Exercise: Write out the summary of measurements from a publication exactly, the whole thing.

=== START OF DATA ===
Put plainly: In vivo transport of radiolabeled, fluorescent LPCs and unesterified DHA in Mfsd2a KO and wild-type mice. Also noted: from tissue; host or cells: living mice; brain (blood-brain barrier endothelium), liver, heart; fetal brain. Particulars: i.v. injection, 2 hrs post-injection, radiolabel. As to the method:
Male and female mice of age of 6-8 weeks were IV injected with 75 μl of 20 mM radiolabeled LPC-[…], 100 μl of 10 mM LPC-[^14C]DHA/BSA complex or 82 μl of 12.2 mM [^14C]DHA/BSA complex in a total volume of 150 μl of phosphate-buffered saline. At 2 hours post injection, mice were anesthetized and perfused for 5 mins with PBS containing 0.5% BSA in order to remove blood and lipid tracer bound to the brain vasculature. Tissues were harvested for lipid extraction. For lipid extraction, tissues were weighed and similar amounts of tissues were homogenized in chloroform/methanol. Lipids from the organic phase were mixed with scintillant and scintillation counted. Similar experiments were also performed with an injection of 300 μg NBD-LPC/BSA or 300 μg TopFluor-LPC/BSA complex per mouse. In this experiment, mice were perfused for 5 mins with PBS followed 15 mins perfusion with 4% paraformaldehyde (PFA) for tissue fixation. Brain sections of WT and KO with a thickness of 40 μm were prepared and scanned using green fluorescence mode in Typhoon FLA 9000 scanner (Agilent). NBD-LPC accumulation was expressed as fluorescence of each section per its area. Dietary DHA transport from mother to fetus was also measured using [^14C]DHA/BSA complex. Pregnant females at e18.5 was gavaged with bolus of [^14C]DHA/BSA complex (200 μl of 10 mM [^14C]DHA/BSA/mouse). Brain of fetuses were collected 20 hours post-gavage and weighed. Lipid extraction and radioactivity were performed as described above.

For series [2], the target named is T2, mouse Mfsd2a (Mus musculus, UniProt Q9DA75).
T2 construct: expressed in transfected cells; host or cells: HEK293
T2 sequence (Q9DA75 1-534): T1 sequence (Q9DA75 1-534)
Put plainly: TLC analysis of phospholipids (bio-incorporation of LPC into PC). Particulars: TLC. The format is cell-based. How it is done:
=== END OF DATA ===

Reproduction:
Put plainly: In vivo transport of radiolabeled, fluorescent LPCs and unesterified DHA in Mfsd2a KO and wild-type mice. Also noted: from tissue; host or cells: living mice; brain (blood-brain barrier endothelium), liver, heart; fetal brain. Particulars: i.v. injection, 2 hrs post-injection, radiolabel. As to the method:
Male and female mice of age of 6-8 weeks were IV injected with 75 μl of 20 mM radiolabeled LPC-[…], 100 μl of 10 mM LPC-[^14C]DHA/BSA complex or 82 μl of 12.2 mM [^14C]DHA/BSA complex in a total volume of 150 μl of phosphate-buffered saline. At 2 hours post injection, mice were anesthetized and perfused for 5 mins with PBS containing 0.5% BSA in order to remove blood and lipid tracer bound to the brain vasculature. Tissues were harvested for lipid extraction. For lipid extraction, tissues were weighed and similar amounts of tissues were homogenized in chloroform/methanol. Lipids from the organic phase were mixed with scintillant and scintillation counted. Similar experiments were also performed with an injection of 300 μg NBD-LPC/BSA or 300 μg TopFluor-LPC/BSA complex per mouse. In this experiment, mice were perfused for 5 mins with PBS followed 15 mins perfusion with 4% paraformaldehyde (PFA) for tissue fixation. Brain sections of WT and KO with a thickness of 40 μm were prepared and scanned using green fluorescence mode in Typhoon FLA 9000 scanner (Agilent). NBD-LPC accumulation was expressed as fluorescence of each section per its area. Dietary DHA transport from mother to fetus was also measured using [^14C]DHA/BSA complex. Pregnant females at e18.5 was gavaged with bolus of [^14C]DHA/BSA complex (200 μl of 10 mM [^14C]DHA/BSA/mouse). Brain of fetuses were collected 20 hours post-gavage and weighed. Lipid extraction and radioactivity were performed as described above.

For series [2], the target named is T2, mouse Mfsd2a (Mus musculus, UniProt Q9DA75).
T2 construct: expressed in transfected cells; host or cells: HEK293
T2 sequence (Q9DA75 1-534): T1 sequence (Q9DA75 1-534)
Put plainly: TLC analysis of phospholipids (bio-incorporation of LPC into PC). Particulars: TLC. The format is cell-based. How it is done: